Hospitality drives Britain's city-centre recovery in the first half of 2022

By James McAllister

- Last updated on GMT

Hospitality drives Britain's city-centre recovery in the first half of 2022

Related tags Cga Hospitality Wireless Social

Solid sales growth across hospitality has helped Britain’s regional city centres to recover their 'vibrancy' in the first half of 2022, research from CGA and Wireless Social shows.

The latest ‘Top Cities’ report indicates that trading in Britain’s 10 most populous cities has improved on the benchmarks of 2019 in six consecutive four-week periods this year.

Sales over the latest four-week period, to 2 July, were an average of 2% higher than in the same time in 2019.

“Britain’s cities were badly hit by two years of Covid restrictions, but this research shows how hospitality can help revitalise them,” says Chris Jeffrey, CGA client director.

While so much retail activity moves online, restaurants, pubs and bars are giving people reasons to visit cities, and keeping their central areas vibrant.”

The ‘Top Cities’ research combines CGA’s sales data with device log-in data from Wireless Social to provide a ‘vibrancy’ ranking of Britain’s cities.

It shows that over the first half of the year, Glasgow has secured the highest average ranking, scoring best for vibrancy in three of the six four-week periods. Bristol and Birmingham rank second and third on average. Between late February and early June, Manchester performed better than any other British city.

At the other end of the rankings, London has consistently finished bottom over the first half of the year, with sales down by 8% on 2019 in the latest four weeks to 2 July. A slower than hoped return of office workers and tourists — made worse by rail strikes in June —has held down sales in central parts of the capital, though there are signs that sales are now approaching pre-Covid levels.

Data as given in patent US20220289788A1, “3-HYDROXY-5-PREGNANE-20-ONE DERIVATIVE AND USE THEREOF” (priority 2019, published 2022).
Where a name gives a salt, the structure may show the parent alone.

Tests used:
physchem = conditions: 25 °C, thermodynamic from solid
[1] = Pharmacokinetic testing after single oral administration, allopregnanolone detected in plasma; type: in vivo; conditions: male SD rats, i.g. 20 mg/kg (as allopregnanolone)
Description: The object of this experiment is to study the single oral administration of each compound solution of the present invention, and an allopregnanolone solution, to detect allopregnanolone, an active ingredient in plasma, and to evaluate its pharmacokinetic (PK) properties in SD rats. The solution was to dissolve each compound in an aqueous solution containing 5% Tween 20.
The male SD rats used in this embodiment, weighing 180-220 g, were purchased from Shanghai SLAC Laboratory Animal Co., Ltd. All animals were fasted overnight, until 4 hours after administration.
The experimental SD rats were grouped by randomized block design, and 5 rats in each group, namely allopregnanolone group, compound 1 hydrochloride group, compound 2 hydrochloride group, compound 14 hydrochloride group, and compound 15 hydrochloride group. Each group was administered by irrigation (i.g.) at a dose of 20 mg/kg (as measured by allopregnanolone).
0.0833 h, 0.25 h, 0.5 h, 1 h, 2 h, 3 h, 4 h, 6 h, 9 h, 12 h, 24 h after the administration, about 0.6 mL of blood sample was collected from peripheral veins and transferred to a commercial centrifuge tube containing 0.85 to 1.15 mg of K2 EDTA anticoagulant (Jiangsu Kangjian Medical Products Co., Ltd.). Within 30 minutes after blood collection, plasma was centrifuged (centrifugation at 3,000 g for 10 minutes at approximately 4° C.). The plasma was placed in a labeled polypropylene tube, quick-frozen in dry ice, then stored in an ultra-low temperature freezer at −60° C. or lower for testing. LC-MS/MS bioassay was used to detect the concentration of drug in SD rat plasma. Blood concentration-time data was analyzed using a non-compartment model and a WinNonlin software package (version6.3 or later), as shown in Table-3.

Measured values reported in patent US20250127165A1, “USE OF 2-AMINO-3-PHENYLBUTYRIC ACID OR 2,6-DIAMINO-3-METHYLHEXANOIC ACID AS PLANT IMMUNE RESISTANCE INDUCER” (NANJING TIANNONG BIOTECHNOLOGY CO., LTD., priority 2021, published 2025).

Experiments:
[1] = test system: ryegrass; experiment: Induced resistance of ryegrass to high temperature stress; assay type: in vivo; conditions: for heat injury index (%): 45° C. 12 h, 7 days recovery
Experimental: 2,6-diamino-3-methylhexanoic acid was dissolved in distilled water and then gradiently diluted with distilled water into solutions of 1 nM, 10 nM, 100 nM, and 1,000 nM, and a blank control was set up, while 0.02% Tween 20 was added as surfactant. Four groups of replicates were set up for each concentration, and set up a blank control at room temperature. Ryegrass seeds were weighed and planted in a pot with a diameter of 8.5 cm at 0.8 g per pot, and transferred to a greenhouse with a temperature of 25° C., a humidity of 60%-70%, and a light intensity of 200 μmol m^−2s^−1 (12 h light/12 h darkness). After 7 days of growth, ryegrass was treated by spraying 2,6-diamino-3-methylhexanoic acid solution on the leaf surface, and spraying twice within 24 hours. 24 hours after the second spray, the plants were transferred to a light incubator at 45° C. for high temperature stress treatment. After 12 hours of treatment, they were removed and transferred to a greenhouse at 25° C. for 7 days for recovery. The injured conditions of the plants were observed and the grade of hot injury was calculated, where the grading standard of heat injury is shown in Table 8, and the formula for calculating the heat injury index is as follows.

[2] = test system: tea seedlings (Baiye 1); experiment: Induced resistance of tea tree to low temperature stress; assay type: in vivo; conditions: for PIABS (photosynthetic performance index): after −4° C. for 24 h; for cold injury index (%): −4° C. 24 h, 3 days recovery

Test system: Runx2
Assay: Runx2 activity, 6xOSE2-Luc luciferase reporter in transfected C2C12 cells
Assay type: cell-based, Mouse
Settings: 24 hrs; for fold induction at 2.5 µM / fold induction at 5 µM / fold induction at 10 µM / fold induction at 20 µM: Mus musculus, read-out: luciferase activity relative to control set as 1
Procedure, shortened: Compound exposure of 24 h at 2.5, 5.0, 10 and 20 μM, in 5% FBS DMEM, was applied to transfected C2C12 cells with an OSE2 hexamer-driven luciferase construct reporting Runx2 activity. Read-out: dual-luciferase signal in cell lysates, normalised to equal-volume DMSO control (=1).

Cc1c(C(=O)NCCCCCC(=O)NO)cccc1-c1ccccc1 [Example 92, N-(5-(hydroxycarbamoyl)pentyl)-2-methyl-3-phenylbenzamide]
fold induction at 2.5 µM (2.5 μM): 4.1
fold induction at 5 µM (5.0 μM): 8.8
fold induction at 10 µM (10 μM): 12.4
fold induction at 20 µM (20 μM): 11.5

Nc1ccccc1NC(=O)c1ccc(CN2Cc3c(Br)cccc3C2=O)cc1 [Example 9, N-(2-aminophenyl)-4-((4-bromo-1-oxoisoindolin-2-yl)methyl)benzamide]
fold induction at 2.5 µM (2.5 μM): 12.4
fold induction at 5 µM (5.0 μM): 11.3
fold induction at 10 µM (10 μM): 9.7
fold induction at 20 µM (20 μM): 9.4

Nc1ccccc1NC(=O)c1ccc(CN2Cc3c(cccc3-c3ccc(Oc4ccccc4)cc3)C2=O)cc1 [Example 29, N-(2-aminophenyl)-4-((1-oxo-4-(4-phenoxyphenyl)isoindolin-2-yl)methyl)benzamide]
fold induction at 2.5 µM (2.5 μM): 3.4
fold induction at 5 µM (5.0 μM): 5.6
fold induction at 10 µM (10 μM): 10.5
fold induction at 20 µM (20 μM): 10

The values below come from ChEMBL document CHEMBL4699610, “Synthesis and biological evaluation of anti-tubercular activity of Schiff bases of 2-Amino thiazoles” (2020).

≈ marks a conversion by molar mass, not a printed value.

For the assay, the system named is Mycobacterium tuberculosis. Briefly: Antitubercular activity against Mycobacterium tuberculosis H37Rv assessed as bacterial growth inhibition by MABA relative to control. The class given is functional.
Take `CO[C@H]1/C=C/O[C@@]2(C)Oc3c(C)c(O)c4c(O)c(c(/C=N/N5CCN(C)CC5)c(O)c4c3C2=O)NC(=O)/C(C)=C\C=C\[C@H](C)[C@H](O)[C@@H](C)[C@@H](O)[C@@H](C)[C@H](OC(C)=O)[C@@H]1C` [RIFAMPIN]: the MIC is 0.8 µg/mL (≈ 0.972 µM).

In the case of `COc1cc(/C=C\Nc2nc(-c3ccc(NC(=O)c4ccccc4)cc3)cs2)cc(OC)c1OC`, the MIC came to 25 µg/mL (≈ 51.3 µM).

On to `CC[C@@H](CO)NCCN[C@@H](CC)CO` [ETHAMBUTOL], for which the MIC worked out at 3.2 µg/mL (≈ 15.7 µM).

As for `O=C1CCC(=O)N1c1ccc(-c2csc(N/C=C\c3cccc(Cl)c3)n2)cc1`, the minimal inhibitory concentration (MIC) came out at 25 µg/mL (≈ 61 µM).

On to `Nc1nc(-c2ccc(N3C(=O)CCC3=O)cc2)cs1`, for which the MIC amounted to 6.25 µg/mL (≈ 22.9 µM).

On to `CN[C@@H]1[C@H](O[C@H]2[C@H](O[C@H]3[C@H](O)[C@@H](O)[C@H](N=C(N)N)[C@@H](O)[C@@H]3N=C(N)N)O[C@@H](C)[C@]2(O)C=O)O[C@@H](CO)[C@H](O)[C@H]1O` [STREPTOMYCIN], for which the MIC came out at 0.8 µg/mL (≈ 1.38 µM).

The research also indicates that device log-ins remain well down in all 10 cities compared to 2019.

“The first six months of the year have been a hugely welcome return to form for hospitality businesses, with footfall and sales data approaching and, in some cases, exceeding 2019 levels in certain parts of the country,” says Julian Ross, founder and CEO of Wireless Social.

“What has been more alarming is the slow pick up in London, where flexible working patterns have hit city centre businesses that are hugely reliant on trade from office workers.

“This, coupled with 40-year inflation highs, a crippled supply chain, fluctuating consumer confidence and, most recently record-breaking temperatures, has created a melting pot of operational challenges. It’s vital that the sector receives as much support and backing as it can possibly get, only then will hubs like London truly return to form.” 

Related topics Trends & Reports Casual Dining

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